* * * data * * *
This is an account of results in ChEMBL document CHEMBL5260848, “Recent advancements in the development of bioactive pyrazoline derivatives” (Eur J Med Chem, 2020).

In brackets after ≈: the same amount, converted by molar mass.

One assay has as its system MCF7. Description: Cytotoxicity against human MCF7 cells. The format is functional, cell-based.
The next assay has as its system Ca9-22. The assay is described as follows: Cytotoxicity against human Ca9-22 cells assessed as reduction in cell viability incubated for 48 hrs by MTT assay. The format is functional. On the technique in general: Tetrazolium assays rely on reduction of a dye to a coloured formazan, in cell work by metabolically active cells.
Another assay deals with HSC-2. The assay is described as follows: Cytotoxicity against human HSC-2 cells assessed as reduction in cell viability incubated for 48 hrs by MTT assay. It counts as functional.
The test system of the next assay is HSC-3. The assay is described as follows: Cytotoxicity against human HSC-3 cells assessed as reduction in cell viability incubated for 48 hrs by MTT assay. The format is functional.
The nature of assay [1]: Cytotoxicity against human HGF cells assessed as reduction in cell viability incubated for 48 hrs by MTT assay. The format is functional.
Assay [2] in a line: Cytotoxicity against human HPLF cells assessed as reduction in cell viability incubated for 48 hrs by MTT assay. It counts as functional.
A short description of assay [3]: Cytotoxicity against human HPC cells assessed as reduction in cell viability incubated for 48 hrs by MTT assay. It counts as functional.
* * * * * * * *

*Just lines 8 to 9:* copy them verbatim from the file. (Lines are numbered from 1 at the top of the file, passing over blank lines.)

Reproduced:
Assay [2] in a line: Cytotoxicity against human HPLF cells assessed as reduction in cell viability incubated for 48 hrs by MTT assay. It counts as functional.
A short description of assay [3]: Cytotoxicity against human HPC cells assessed as reduction in cell viability incubated for 48 hrs by MTT assay. It counts as functional.